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A Big Credit Union Surprise, Or Why You Should Always Read Account Disclosures

I’m pleased to report that NASA Federal Credit Union has recently added full Truth in Savings Act disclosures with respect to CDs to its website (www.nasafcu.org).

I don’t know whether my post last month complaining about the absence of these disclosures – or a link to them – on the site had anything to do with this.

I just know I’m happy they’re now available to read before I open a NASA CD.

NASA’s disclosures contained surprising language, though – a clause demonstrating why it’s important to review this legally mandated summary of terms in advance of establishing an account with a new institution.

The disclosures state the following regarding CD rates: “The rate will not change during the term of your certificate unless the Credit Union notifies you at least 30 calendar days prior to any rate decrease.”

The implication is that NASA reserves the right to lower the rate on an outstanding fixed-rate CD without the consent of the member upon such prior notice.

When I inquired whether this language meant what it seemed to say, I received an email reply from a member services representative stating:

“Yes, technically we could change the rate on your existing certificate should there be a drastic change in rates. It is not something that is usually done to our CD’s (sic), unless it is one of the Bump CD’s (sic).”

The rep further said that a colleague had advised her that, in 24 years at NASA, she’d never seen it happen.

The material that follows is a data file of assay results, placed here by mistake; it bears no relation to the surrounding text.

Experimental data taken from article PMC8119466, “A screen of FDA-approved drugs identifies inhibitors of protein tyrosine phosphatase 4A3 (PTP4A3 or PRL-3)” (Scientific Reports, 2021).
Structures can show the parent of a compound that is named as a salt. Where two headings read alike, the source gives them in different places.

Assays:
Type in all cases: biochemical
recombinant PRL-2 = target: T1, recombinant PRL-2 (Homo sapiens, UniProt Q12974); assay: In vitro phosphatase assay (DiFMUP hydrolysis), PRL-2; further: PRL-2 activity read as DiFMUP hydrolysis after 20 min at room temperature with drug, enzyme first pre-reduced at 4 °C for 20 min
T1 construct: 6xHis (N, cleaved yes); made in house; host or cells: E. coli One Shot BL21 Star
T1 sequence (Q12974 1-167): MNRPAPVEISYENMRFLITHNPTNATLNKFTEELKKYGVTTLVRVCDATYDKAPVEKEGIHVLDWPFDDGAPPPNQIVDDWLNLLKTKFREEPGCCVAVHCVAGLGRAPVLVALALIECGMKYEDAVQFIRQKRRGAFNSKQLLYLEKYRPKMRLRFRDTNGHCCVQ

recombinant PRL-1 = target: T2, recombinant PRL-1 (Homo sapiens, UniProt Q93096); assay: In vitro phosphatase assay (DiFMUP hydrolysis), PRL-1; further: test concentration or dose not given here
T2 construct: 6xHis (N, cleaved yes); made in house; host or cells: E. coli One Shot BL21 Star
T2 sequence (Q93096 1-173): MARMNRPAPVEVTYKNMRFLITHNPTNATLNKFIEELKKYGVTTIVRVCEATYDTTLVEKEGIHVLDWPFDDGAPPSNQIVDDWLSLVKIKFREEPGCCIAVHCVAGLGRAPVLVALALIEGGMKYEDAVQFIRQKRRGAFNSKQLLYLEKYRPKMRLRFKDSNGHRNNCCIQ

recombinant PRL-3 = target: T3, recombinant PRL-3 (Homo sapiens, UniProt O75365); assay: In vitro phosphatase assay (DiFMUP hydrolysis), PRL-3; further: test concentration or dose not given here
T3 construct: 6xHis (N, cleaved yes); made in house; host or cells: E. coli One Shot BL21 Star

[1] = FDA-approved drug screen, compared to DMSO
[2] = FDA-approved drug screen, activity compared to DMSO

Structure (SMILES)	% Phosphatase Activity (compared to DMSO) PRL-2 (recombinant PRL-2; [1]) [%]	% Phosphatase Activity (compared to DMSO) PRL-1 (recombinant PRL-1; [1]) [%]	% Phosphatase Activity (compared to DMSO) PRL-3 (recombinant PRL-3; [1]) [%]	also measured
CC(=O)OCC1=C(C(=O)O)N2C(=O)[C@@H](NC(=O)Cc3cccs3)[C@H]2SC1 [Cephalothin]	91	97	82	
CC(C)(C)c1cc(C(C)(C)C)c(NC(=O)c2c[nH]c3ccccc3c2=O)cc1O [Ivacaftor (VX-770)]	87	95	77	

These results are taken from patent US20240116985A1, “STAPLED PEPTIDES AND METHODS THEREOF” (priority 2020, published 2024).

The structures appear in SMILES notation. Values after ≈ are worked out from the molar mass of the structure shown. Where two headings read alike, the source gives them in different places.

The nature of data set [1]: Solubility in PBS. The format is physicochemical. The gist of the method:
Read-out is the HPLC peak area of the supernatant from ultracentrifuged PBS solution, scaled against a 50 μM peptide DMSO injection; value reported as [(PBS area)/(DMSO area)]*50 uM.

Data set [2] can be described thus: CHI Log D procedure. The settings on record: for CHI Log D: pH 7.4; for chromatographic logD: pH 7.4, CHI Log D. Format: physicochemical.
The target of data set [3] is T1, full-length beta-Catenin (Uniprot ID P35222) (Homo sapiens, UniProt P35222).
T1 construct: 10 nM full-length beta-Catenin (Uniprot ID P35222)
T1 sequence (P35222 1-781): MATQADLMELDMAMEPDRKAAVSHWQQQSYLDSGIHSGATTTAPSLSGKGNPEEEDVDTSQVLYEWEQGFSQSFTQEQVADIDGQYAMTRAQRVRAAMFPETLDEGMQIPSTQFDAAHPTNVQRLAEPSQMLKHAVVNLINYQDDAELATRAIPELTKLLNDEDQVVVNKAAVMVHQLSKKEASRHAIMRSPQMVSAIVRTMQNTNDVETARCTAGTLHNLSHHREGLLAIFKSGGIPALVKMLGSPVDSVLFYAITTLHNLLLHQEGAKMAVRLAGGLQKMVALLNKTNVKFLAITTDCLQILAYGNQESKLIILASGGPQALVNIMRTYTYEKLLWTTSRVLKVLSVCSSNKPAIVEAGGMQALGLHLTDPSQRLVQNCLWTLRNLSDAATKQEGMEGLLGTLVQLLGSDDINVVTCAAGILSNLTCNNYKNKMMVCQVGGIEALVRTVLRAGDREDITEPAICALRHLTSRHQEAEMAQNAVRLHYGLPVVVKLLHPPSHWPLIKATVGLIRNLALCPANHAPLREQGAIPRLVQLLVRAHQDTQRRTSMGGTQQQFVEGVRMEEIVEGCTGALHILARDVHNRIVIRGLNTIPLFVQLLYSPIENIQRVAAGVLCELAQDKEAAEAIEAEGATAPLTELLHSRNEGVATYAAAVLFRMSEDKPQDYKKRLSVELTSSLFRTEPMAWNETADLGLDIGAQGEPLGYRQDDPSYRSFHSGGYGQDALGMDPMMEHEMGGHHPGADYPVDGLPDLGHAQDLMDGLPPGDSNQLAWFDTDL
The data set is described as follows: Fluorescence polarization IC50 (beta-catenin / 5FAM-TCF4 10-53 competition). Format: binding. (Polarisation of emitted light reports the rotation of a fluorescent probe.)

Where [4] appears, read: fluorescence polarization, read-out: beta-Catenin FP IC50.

Frankly, I can’t remember seeing language quite like this in a bank or credit union account document describing a CD that is not explicitly called “variable rate,” “step rate” or something similar.

Although perfectly legal, it was still an eye-opener.

Now, I’m not claiming NASA is the only institution having such a provision.

I also don’t claim that no other institution would ever assert it could lower CD rates retroactively, using other account document language – such as a standard clause concerning amendments or early account closure.

Above all, I’m not saying NASA’s language is a conclusive reason to shun its CDs.

In fact, because NASA apparently has never employed this language to lower an existing CD rate, and because rates generally seem more likely to rise than to fall in the next several years, I may well open a NASA 49-month CD, treating the risk as minuscule.

But, at least having read a Truth In Savings Act disclosure, I can make that decision with full knowledge I’m taking that risk.

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